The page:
Revision Workshops Spring 2018

by Aaron Guile

How are revisions going? I was just at a Touchstones worksop and had the opportunity to meet a number of people who wanted to workshop their prose and poetry . . . and no one showed up.

That happens. We are all very busy people as UVU students and on top of that, writers tend to treat our work like Gollum treated his Precious. We horde we love we protect we shelter our little chunk of self expression and give loathing looks askance at those who would want to “help.” I mean, who are these “help” bastards anyway!!!

The problem: this gollumesque attitude we writers have about our art is the exact wrong thing to do. Good writing is a lonely task which involves borrowing, theft, and silent assassination, but good revision is collaborative filled with love, puppies, kitties, and butterflies (and in my case trips to a local buffet to reward my alpha and beta-readers).


Good revision is collaborative. This doesn’t sound right, but it is. This is the reason the writing classes here at UVU and at hundreds of MFA programs across the country focus on workshopping and collaborative work. The goobers who teach us here at UVU might actually know the truth of that bizarre idea that good writing is collaborative, but what can you do to to get the reviso-colab process going?

First! Break out of your shell and realize every other writer/poet on campus is also an introverted shell of a human pockmarked by every mental illness on the planet and then look at the two following checklist that will help you work your way through revising.

Second! Find friends you trust who are not your mothers, lovers, and/or spouses (no one can trust any of these three in the revision process since they might misinterpret revision with destruction) and get them to read what you write with an eye for the following:

  • How well does the story follow dramatic structure: setting, rising action, climax,        falling action, resolution?
  • Where is the story confusing? What questions are left unanswered? 
  • How is pacing? 
  • Does the conflict seem real? 
  • How well are the protagonist and other characters portrayed?  Is the protagonist a believable character?  Does the protagonist grow, evolve, or attain a new perspective? What does the conflict reveal about the protagonist?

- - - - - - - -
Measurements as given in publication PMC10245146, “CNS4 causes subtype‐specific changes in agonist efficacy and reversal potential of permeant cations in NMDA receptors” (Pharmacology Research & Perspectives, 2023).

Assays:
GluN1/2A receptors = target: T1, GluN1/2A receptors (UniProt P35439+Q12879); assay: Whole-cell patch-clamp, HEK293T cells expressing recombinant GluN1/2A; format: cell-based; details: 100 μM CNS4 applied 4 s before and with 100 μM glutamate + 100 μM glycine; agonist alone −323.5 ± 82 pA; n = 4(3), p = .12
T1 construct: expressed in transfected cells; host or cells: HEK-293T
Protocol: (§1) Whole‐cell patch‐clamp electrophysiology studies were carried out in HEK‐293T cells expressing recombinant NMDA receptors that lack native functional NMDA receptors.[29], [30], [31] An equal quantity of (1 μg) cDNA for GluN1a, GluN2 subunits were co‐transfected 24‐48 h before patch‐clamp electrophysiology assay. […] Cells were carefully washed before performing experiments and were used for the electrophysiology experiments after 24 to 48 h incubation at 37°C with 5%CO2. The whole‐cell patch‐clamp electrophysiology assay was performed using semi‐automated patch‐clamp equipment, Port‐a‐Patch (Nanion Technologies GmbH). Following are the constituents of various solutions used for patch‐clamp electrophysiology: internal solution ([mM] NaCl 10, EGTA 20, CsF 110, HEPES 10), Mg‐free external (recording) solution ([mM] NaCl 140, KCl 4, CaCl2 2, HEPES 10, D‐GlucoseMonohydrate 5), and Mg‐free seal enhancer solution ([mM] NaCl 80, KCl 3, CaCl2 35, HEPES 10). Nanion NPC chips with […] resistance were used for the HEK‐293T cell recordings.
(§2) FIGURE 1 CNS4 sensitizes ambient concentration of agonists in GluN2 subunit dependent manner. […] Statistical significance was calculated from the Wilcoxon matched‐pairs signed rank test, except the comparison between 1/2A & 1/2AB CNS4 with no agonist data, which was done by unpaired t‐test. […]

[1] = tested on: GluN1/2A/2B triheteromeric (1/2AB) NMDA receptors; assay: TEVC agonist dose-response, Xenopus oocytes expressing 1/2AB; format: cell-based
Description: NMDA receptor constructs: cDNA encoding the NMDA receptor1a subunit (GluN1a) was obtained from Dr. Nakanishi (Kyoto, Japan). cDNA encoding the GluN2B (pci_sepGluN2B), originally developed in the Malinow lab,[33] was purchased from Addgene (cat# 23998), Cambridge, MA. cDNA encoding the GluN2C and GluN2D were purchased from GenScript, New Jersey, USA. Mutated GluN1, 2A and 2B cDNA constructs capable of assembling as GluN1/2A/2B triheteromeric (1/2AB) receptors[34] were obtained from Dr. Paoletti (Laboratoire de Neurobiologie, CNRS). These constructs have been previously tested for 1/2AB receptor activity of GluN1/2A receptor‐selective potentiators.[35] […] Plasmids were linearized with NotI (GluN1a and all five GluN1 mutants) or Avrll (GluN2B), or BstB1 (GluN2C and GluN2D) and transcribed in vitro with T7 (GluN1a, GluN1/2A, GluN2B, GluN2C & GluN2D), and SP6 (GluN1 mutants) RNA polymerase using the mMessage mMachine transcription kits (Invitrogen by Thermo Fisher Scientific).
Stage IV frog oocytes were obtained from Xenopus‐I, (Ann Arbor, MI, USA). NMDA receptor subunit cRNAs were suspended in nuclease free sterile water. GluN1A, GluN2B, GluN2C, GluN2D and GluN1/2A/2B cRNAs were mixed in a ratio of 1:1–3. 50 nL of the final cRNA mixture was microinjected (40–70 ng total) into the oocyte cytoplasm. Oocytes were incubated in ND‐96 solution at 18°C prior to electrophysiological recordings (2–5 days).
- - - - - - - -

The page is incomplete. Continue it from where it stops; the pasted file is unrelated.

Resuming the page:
• Does the author show instead of tell?  In other words, has dialogue been used?  If so, has it been punctuated correctly?  Have specific details been used that describe the way that things look, smell, taste, feel, and sound?
  • What is boring.

Third! Once you have listened carefully to everything your readers have read and you’ve rewarded them with food and drink, go through your story again and make the corrections that make sense and then follow the following list:

  • Spelling
    • Spell check has been run.
    • "It's" and "its" have been used correctly. This also applies for there, their, and they’re and every evil permutation of the verb lie.
    • All other homonyms (which spell check won't catch) have been examined. For example: you wouldn’t, "She peaked through the blinds and saw the peek of Mt. Ampersand."
  • Grammar
    • Dialogue is punctuated correctly.
    • Make sure run-ons or fragments are intentional and rare.
    • Subjects and verbs agree in number, and verb tenses are consistent.
    • Commas have been used and used correctly.
    • "That" and "which" have been used correctly or murdered using a poison tipped kinjal so their dirty, zit-covered faces can never be seen again.
    • There are no unclear or confusing pronoun references.
    • Sentence structure varies in descriptive or expository passages so the text doesn’t get boring.
    • The sentences are concise.
    • Use a [blankety-blank] thesaurus.
    • Fact check yourself. Writers get crap wrong all the time, so it is great to use subject matter expert friends and google to double check.


Forth! Revise and revise, because looking like an idiot sucks and then start going to workshops because those of us who are there to help want to help.